The Plymouth marque was introduced in July 1928 as Chrysler’s first entry into the budget priced American car market. By 1934 Plymouth was a respected brand, still a little dearer than Ford and Chevrolet but for the extra few bucks you got independent front suspension along with Plymouth’s all steel body, hydraulic brakes and countless other features. On August 8th that year the one millionth Plymouth rolled from the assembly lines with Walter Chrysler on hand for the festivities.
Meanwhile in Australia, this 1934 Plymouth was born as a four door sedan, spent a hard life travelling Queensland’s back roads and used as target practice before ending up under a house in Kilcoy, beat but complete. That’s where Rod Bowman from Bundaberg found it. Rod already had a 33 Ford sedan project underway and was in search of parts when he was given a lead.
“I rang the number, it turned out it was a Plymouth, not a Ford. Turns out the guy was moving house and couldn’t take it with him. I took my son (age 12 at the time) and a tandem trailer in case I liked it. I bought it for $1,500.”
Despite about two dozen bullet holes including a few through the grille, the Plymouth was a solid and complete car. Having little use for the original running gear, he donated it off to the local vintage car club, mentioning something about not enough power. The chassis was in great condition so it was retained. Rod also points out that this is a Deluxe model so its wheelbase is six inches longer than a standard ’34 Plymouth and about 2” more than the equivalent Ford or Chev.
Rod did about 70% of the work himself, farming out the important stuff to specialists. There’s a bunch of major body mods, namely the 3 ½” chop, widening the rear guards and the conversion from four doors to two, suicide style of course. Most of the styling cues came from photos from the internet and old fashioned eye-balling. “We’d make a cut, tack it, then sit back with a Bundy and Coke and look at it,” explained Rod. We don’t know how many Bundy and Cokes it took but we reckon it was just enough.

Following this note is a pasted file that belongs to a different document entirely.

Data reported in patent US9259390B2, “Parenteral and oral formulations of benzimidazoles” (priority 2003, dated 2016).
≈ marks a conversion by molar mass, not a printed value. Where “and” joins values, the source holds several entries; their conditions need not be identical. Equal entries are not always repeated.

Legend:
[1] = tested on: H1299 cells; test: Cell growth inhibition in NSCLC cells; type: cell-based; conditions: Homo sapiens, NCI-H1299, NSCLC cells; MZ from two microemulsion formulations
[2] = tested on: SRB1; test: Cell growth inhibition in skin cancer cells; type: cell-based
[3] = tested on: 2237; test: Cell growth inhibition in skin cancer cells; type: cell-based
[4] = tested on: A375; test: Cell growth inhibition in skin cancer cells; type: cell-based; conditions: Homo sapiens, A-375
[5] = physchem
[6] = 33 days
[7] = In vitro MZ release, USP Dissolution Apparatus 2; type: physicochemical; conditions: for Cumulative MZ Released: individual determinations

When it came to the power train Rod turned to his mate ‘Mopar’ Mick McDonald for a tough but driveable Chrysler small block. Mick raided his stash for the basis of what was a 360, now out to 408 cubes. His years of experience with performance Chrysler motors helped to create a streetable 500+ hp, 420 hp at the rear wheels to be precise thanks to a recent run on the dyno. “It spun the wheels at 6,500 on the dyno,” said Rod, excited about testing it over the quarter mile at Benaraby or Willowbank when the time arises.
Rod is very pleased with the interior trim by Kev’s Customs and gets positive feedback on it all of the time. “I told him roughly what I wanted, then he went away and did some sketches of the design. People are gob smacked when they see it, it’s a lovely job.” We like the roof console hinged for easy access, the Mopar-branded gauges and the original Plymouth brass badge on the dash. “The speedo is 160mph, not kph,” he adds…
Rod finished the Plymouth in time for the ASRF Street Rod Nationals at Parklands last Easter and it attracted quite a bit of attention when parked in the show. “A lot of people appreciate seeing something a little different. When I bought the car 12 years ago, everything was either Ford or Chev,” he recalls. You can tell by talking to Rod that he’s glad he started the project, and even happier now that it’s done.
“A big thanks to my long-suffering wife Carolyn, plus all my mates and Rum City Rods & Customs members that helped along the way. Also to Tony Chapman for the use of his headland for the photos!”
Rod actually has two tudors in the garage, the Plymouth and a ’34 Chevy which he bought as an unfinished project, completing it before finishing the Plymouth. “I didn’t plan it that way, it just happened” he assures us. His biggest problem now is that with two finished cars, he doesn’t have anything to keep him busy in the shed.
BY GAVIN KELSO, PHOTOS BY BRETT HENDERSON. FULL FEATURE CRUZIN MAGAZINE #160.